Trust, ?doables? on Khaleda?s menu

B'desh PM's visit will focus on bilateral fences that have frayed with mistrust, writes Nilova Roy Chaudhury.

india Updated: Mar 20, 2006 12:04 IST

The Prime Minister of Bangladesh, Khaleda Zia, arrives in New Delhi on Monday for what is being termed a “landmark” visit that will concentrate on mending bilateral fences that have frayed with mistrust and mutual suspicion.

The focus, senior officials said, would be to concentrate on “doables” to build trust while not skirting the concerns that have plagued the bilateral dialogue.

That Khaleda is coming, not as the SAARC chairperson, but on a bilateral state visit, the first in her second term in office, is indicative of the “definite desire” to improve ties. The more the leaders meet and talk, the less scope there is for mistrust.

Officials said the recent arrests of key terrorist leaders like “Bangla Bhai” in Bangladesh was a “positive sign” that indicated Dhaka’s “acceptance” of the problem of Islamist terrorism using the country as a base. “Coming out of denial mode into acceptance mode” was the first step to resolve the problem, an analyst said.

Diplomats said there had been no incidents of terrorist violence in over four months, indicating Dhaka’s seriousness in dealing with the issue. Amnesty International called it the first signs of a “shift” in government policy.

Treason charges have been filed by Bangla authorities against top leaders of the banned militant outfit Jamaat-ul-Mujaheedin Bangladesh, including Sidiqul Islam (Bangla Bhai) and Sheikh Abdur Rahman, for allegedly conspiring to oust the Khaleda Zia government, reports said.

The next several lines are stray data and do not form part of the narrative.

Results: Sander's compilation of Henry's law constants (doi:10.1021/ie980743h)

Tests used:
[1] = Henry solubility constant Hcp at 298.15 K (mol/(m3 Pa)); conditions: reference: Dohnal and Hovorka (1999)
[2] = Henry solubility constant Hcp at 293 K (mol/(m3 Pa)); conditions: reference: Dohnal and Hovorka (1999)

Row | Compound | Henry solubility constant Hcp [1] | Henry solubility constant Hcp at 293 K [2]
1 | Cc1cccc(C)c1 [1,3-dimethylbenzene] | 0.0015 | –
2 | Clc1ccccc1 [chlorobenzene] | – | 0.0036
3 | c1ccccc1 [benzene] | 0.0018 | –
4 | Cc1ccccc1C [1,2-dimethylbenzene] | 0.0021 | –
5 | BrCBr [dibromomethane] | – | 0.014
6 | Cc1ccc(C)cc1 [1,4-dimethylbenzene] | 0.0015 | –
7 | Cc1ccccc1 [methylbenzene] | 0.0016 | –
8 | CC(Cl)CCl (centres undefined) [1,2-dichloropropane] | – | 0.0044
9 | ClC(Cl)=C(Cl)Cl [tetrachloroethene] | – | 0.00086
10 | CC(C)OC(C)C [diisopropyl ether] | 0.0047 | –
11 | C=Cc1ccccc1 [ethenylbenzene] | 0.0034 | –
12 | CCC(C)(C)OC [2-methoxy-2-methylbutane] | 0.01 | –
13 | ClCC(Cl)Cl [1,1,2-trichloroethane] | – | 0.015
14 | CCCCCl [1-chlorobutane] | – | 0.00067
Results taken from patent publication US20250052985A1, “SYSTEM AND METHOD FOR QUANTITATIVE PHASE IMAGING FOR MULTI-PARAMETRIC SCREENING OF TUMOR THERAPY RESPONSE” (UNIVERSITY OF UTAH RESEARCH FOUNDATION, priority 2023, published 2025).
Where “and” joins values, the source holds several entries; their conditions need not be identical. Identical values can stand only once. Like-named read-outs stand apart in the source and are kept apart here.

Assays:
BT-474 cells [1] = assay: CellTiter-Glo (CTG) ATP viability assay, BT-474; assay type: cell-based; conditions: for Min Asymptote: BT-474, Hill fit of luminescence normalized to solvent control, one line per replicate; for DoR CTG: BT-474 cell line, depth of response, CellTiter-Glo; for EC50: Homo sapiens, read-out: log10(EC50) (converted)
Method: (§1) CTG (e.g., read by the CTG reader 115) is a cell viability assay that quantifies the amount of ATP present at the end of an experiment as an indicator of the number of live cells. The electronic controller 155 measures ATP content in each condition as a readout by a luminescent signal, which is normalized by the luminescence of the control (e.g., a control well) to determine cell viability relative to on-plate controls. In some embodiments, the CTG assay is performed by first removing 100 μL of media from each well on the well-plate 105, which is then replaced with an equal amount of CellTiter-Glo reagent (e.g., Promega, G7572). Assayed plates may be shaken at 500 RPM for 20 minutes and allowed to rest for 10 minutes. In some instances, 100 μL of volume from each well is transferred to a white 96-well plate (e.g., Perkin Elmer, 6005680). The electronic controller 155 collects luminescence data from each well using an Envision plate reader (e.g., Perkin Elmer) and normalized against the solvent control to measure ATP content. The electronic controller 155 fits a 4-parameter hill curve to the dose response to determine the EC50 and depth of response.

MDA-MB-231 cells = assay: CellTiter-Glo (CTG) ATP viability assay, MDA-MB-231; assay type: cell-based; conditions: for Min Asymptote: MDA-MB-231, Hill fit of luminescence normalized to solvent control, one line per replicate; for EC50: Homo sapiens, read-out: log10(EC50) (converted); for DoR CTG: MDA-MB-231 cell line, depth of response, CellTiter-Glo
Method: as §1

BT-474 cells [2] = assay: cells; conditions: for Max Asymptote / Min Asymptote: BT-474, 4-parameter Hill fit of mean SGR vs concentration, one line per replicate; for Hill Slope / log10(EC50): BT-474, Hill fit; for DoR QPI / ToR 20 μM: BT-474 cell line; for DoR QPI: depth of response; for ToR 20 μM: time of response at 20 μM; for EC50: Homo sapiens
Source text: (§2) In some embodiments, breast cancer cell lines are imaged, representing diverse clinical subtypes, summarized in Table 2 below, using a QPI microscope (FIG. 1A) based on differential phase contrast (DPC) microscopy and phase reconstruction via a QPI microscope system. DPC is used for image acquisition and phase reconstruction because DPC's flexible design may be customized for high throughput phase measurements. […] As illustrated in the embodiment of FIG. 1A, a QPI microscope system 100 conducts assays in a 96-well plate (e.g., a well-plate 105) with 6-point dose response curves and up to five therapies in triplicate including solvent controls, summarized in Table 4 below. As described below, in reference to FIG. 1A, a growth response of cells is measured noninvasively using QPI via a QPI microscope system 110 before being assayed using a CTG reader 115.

Concerns about infiltration and the denial of transit rights will figure in the talks, as will the river water issue. The entire gamut of bilateral relations, including unresolved border issues, security-related matters, trade and the sharing of river water, would be discussed when Khaleda meets PM Manmohan Singh for formal talks on March 21, Bangladeshi foreign secretary Hemayetuddin said.

But results are expected in improved economic and commercial ties. The major investment planned by the Tatas in Bangladesh, caught up in “protracted negotiations” will also figure. India is likely offer duty-free access for a number of Bangladeshi products to meet Dhaka’s concerns.

Hemayetuddin said an important CBM would be for India to reduce tariff barriers to allow easy access for Bangla goods here. The massive trade deficit is a sore point with Dhaka. Of the two billion dollars in annual bilateral trade, India’s exports amount to around 1.9 billion dollars. A 20-member delegation including the Foreign and Finance Ministers, will accompany the Bangladesh PM on the visit, as will 43 of that country’s leading businessmen.

First Published: Mar 20, 2006 00:47 IST